2019 Genesis G70 First Drive: A Satisfying Stepping Stone

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If the G70 is any indication, the future of the Genesis brand looks bright.

If you were putting together a fantasy team of auto executives, it might look something like this: an engineering head from BMW, a head of design from Bugatti, and a senior vice president from Lamborghini. Based on these credentials alone, Genesis has the skill level and fortitude to stand tall in this ultra-competitive luxury space from the jump. But it won't be easy trekking.

While the brand's larger G80 and G90 sedans are both outlier options in their respective classes, the G70 is the brand's first true mainstream model. It will act as the centerpiece as Genesis sprawls out to showrooms across the country, and will come in at under $35,000 to start. But it has a laundry list of competitors to get by first. The BMW 3 Series, Mercedes-Benz C-Class, Audi A4, Lexus IS, Alfa Romeo Giulia, and Infiniti Q50 are among them. The good news is, the G70 isn't wasting any time showing up some of the established crop.

The top-tier model is motivated by a turbocharged 3.3-liter V6 that pumps out a hearty 365 horsepower and 376 pound-feet of torque. There's also a turbocharged 2.0-liter four-cylinder option, but most of my time was in the former. Paired to an eight-speed automatic transmission (a manual is available on the 2.0-liter), and either a rear- or all-wheel-drive configuration, the G70 lives up to its reputation as the most aggressive offering in the Genesis range. Hell, it might be one of the most aggressive offerings in its segment.



At times, the G70 feels like a wild animal trapped in a too-small cage. A touch of the throttle and the sedan lurches forward dramatically, even in Comfort mode. Genesis touts it as the quickest Hyundai Group product ever, and that's easy to notice. A sprint to 60 miles per hour takes just 4.5 seconds, all 376 pound-feet of torque arriving at just 1,300 RPM, and turbo lag is a non-issue.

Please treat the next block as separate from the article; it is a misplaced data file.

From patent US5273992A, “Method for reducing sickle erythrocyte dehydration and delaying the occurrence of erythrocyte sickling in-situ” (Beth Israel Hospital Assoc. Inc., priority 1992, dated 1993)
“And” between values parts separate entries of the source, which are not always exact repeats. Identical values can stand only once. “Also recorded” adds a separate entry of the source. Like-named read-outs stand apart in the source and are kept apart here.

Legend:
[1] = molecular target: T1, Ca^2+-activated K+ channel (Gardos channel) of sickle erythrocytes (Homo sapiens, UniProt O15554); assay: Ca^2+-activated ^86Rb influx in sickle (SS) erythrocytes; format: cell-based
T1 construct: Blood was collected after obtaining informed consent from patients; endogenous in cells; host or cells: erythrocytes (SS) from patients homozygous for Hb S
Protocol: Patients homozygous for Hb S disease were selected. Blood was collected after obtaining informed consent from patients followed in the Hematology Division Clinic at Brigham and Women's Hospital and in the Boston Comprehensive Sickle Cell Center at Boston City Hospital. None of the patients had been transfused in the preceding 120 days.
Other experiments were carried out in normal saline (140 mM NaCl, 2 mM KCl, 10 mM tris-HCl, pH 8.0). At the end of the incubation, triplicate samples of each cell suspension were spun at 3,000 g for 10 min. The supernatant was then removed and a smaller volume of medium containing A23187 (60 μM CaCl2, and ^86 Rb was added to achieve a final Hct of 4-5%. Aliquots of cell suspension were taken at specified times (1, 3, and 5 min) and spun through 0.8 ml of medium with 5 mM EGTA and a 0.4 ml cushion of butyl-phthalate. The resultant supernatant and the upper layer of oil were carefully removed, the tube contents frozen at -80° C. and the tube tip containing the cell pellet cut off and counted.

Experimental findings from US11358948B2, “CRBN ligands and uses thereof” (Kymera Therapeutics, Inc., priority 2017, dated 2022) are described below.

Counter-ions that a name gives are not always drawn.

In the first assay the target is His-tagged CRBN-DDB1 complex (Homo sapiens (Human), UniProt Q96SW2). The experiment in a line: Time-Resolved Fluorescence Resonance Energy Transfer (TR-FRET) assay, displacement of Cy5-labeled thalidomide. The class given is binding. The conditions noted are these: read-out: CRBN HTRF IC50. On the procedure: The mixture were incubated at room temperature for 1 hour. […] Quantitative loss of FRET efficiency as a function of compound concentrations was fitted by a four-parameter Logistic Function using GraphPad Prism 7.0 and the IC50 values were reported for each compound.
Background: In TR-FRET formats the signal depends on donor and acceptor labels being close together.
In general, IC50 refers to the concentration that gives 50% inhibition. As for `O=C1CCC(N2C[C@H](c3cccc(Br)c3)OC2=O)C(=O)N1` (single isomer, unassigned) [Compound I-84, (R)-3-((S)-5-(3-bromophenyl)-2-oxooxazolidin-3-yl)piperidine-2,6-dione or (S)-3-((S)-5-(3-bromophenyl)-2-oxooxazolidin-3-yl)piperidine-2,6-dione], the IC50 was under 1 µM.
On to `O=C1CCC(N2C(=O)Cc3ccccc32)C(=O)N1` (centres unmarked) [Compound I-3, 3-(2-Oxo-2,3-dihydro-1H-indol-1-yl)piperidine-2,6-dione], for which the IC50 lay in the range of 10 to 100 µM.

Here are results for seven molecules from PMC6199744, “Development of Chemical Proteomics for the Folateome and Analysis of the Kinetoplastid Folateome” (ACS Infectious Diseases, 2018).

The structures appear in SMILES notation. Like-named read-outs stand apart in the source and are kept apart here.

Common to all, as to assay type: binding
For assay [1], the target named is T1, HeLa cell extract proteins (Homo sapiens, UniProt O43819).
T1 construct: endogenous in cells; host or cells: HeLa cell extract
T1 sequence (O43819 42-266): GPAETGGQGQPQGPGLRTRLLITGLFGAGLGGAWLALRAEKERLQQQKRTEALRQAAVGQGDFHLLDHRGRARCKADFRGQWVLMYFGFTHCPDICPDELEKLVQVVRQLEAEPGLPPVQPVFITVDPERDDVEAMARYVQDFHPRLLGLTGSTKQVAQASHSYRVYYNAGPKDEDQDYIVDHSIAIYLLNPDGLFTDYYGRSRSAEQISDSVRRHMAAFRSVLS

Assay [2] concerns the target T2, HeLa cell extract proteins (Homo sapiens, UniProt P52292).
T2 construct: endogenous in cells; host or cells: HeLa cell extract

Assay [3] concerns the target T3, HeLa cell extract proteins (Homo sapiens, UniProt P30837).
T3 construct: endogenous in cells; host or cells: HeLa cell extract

A stiff, responsive chassis - worked over by former BMW M boss Albert Biermann - makes the G70 really entertaining in the corners, too. The car stays planted at speed, and with the aid of a heavy steering rack and a standard limited slip differential (on the 3.3T model), it's able to carve up corners without too many dramatics. Since it shares its bones with the Kia Stinger, those performance credentials aren't all that shocking.

But if you really want to unleash its wild side, turn off all the electronic safety aids. Genesis execs actually encouraged it. With no nannies, the all-wheel-drive model sends up to 90-percent of its power to the rear wheels, compared to the 40/60 split that comes standard. Biermann jokingly called it a "drift mode,? but the G70 is more eager to controllably slide all four wheels than burn rubber in an all-out rear drift. Semi-sideways fun can be had in both all- and rear-wheel-drive configurations, theoretically, but the latter option is more eager to kick its butt out when you mash the throttle.

A few hundred miles on the road, a twisty autocross course, and a quick lead-follow on the track gave me a quality look at the G70's characteristics. I found myself really admiring its naturally aggressive cues - it makes the BMW 3 Series and Mercedes C-Class feel too soft, comparatively - but it's easy to see where some average consumers might be turned off by these traits.

Even in Comfort mode, the suspension is stiff and the steering is heavy. The eight-speed automatic can be sluggish at times, and Sport mode renders a pretty uncomfortable ride on regular roads. Maybe that's why Genesis encouraged its use mostly on the track. But the G70 has more than a few really attractive elements that help save face.

For one, it's damn good looking. I'd say it's second only to the Alfa Romeo Giulia in terms of styling. Sure, if you squint hard enough you might get inklings of some competitors in its DNA, but the Genesis still stands out as unique. It's lower than anything in its class, standing at just 55.1 inches tall, and wider too, at 72.8 inches. Its cabin sits further back on the rear wheels, and coupled with short overhangs and sharp angles, it successfully accomplishes the stocky, athletic look Genesis' European designers were initially shooting for.

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